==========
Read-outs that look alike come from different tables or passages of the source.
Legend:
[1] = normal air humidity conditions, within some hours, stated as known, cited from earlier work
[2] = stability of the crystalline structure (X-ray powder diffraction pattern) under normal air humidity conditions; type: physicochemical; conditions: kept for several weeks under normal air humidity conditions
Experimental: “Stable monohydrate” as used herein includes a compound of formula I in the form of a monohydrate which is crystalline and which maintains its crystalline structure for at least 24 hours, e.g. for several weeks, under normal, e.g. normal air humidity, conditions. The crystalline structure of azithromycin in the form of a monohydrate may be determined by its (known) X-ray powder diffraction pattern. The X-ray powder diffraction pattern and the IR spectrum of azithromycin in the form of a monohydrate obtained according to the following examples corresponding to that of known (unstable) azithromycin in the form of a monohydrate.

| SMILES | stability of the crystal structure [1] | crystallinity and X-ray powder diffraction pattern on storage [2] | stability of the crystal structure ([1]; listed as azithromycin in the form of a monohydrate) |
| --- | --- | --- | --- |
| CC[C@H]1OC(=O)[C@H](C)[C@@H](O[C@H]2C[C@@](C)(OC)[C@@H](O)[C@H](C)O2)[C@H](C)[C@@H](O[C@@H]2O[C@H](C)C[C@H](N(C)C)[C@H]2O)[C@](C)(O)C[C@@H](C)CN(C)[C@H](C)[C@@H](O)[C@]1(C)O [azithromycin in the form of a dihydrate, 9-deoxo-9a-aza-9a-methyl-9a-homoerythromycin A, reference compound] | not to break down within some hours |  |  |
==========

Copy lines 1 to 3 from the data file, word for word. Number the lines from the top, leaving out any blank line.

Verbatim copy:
Read-outs that look alike come from different tables or passages of the source.
Legend:
[1] = normal air humidity conditions, within some hours, stated as known, cited from earlier work